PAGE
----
A group led by researchers at Nagoya University in Japan has developed a technology to capture and release cell-free DNA (cfDNA) on nanowire surfaces from urine. By extracting this DNA, they were able to successfully detect IDH1 mutation, a characteristic genetic mutation of gliomas, a type of brain tumor. Their findings increase the effectiveness of cancer detection tests using urine. They published their results in the journal Biosensors and Bioelectronics.

As many patients have routine physicals in which they give urine samples, these samples could be effectively used to look for evidence of brain tumors. One characteristic of brain tumors is the presence of cfDNA, which are small DNA particles released as the tumor rejuvenates its cells and disposes of old damaged ones. Usually, the host’s cfDNA is cleared up by macrophages, but in the case of cancer cells, the cells divide so quickly that there is excess leftover cfDNA, which is excreted in the urine.

“The detection of these cells as a non-invasive way to check for cancer has been approved by the U.S. Food and Drug Administration for cancer screening, diagnosis, prognosis, and monitoring of cancer progression and treatment response,” Professor Takao Yasui, a member of the research group, said. “However, a major bottleneck is the lack of techniques to isolate cfDNA efficiently from urine, as the excreted cfDNA may be short, fragmented, and low concentration.”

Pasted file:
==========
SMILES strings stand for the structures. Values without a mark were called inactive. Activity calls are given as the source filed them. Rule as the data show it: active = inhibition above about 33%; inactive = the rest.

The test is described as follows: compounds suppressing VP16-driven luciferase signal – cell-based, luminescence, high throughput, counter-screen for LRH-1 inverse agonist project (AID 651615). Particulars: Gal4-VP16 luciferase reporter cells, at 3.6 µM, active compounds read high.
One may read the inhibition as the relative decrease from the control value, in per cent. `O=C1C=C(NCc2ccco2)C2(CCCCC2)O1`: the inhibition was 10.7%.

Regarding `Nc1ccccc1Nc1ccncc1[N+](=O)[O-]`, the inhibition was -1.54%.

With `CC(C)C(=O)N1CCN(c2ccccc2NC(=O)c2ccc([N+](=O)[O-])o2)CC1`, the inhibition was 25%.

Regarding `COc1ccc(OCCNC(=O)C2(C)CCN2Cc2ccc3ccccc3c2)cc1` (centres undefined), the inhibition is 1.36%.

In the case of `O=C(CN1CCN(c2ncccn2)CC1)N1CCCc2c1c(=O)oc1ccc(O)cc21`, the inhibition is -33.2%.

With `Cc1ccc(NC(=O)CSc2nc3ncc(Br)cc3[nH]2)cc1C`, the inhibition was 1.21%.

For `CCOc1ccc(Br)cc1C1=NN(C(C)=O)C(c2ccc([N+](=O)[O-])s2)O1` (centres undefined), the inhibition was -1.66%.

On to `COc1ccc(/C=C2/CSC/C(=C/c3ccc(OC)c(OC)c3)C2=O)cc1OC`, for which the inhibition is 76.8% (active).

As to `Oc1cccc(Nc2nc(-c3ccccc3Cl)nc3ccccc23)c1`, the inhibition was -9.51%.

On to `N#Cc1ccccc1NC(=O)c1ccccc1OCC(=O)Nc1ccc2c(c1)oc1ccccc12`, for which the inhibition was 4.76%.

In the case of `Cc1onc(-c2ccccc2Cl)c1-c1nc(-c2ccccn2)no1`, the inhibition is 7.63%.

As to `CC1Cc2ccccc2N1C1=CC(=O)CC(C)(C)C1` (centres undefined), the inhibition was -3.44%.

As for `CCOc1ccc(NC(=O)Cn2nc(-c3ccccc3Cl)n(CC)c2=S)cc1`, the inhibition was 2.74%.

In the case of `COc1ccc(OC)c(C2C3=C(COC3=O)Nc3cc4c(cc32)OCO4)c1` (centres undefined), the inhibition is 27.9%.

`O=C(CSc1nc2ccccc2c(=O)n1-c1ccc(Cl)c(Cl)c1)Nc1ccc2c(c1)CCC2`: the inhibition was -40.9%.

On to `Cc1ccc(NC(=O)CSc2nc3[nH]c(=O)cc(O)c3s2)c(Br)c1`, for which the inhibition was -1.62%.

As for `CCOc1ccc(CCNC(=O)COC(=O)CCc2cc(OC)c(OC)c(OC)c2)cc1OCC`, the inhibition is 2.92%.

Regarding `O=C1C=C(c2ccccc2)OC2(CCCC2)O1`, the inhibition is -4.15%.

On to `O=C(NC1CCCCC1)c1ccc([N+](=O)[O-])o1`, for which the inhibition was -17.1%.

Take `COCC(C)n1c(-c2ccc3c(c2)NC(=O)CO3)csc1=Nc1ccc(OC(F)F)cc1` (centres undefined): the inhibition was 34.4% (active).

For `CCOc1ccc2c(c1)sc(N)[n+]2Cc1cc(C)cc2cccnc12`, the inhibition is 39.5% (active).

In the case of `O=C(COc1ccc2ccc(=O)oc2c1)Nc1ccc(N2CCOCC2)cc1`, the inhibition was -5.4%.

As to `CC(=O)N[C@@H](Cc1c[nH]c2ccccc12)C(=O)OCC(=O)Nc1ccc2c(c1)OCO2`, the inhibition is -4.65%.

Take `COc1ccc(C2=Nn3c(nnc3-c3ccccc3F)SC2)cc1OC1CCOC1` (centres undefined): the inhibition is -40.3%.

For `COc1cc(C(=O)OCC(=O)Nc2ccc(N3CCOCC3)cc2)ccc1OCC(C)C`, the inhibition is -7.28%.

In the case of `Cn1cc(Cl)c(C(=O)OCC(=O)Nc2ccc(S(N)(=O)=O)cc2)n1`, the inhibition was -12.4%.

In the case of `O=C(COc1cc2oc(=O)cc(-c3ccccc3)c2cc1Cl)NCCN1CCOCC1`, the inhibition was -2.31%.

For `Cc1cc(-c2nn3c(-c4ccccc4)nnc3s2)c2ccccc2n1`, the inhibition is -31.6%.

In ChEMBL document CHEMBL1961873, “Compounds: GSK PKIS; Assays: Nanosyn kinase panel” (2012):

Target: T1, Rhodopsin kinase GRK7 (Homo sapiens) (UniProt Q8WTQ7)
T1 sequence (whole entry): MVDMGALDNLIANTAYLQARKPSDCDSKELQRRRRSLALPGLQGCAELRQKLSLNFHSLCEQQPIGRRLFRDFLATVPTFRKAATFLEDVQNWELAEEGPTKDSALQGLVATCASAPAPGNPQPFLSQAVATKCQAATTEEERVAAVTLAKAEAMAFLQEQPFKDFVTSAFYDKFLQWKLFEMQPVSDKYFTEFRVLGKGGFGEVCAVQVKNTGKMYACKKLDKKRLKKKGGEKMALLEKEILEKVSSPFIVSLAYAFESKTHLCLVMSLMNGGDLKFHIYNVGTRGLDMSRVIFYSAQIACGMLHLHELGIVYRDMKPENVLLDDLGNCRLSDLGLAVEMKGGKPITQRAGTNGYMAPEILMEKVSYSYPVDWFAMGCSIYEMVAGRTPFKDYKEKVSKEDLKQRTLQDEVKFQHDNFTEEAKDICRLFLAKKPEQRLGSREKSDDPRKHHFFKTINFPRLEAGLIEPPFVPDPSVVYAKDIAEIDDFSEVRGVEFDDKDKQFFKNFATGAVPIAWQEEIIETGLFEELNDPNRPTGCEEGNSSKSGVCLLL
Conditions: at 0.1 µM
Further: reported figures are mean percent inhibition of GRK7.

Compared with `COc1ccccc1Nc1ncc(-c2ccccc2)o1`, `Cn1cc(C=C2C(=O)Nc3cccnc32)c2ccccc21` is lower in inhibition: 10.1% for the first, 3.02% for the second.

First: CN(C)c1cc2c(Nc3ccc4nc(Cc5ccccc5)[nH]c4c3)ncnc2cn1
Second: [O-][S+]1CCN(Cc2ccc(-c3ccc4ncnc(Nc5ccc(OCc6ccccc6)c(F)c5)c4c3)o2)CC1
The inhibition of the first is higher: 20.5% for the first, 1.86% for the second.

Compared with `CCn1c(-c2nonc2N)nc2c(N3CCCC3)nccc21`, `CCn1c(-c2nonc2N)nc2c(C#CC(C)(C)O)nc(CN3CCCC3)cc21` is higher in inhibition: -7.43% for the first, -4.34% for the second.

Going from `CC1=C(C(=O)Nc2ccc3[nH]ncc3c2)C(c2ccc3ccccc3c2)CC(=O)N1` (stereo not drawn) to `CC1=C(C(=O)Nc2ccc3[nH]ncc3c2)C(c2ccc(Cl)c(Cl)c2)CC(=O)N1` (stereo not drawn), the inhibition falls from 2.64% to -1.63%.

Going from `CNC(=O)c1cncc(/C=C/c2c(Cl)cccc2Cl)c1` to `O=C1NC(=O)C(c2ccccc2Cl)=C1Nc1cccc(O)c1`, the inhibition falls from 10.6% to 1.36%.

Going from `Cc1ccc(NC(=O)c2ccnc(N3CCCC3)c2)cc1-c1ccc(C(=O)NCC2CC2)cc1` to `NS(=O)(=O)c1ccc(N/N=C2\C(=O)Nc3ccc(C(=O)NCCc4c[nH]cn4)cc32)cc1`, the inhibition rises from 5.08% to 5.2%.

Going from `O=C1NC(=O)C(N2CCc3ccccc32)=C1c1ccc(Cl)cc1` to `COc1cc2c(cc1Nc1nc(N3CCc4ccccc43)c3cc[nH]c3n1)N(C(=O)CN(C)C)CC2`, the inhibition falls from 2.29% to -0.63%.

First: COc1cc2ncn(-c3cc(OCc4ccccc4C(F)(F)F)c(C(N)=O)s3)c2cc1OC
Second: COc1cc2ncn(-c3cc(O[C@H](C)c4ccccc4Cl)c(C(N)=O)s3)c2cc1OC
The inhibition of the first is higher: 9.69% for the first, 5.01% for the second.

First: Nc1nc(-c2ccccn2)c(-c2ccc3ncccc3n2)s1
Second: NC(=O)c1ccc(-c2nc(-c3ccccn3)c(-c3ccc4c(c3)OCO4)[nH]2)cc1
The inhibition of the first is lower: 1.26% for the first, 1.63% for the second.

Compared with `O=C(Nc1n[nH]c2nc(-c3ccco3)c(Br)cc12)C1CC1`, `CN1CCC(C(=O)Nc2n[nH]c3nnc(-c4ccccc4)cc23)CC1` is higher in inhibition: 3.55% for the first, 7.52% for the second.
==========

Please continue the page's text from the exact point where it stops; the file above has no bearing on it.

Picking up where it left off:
To overcome this problem, a team consisting of Professor Takao Yasui, Professor Yoshinobu Baba, and Researcher Hiromi Takahashi from the Graduate School of Engineering, along with Professor Atsushi Natsume from the Institutes of Innovation for Future Society, Nagoya University, in collaboration with Professor Takeshi Yanagida from the University of Tokyo, and Associate Professor Sakon Rahong from King Mongkut’s Institute of Technology Ladkrabang, Thailand, used a catch-and-release method on zinc oxide (ZnO) nanowire surfaces to capture cfDNA and extracellular vesicles from gliomas.

ZnO was chosen because water molecules adsorb on the surface of ZnO nanowires. These water molecules then form hydrogen bonds with any cfDNA in the urine sample. The bonded cfDNA can then be washed out, allowing researchers to isolate trace amounts of it in a sample.

Their technique was a resounding success. “We succeeded in isolating urinary cfDNA, which was exceptionally difficult with conventional methods,” Yasui said. “Although in a previous experiment, we showed that our nanowire could capture cancer extracellular vesicles, which we found in this sample too; the surprising thing was the capture of cfDNA using a similar technique. When we extracted the cfDNA, we detected the IDH1 mutation, which is a characteristic genetic mutation found in gliomas. This was exciting for us, as this is the first report of the detection of the IDH1 mutation from a urine sample as small as 0.5 ml.”

“This research overcomes the shortcomings of currently used methods by using chemical, biological, medical and nanotechnological techniques to provide a state-of-the-art method for the clinical use of urinary cfDNA, especially as an analytical tool to facilitate the early diagnosis of cancer,” Yasui said. “Although we tested gliomas, this method opens new possibilities for the detection of tumor mutations. If we know the type of mutation to look for, we can easily apply our technique to detect other types of tumors, especially the detection of those that cannot be isolated by conventional methods.”

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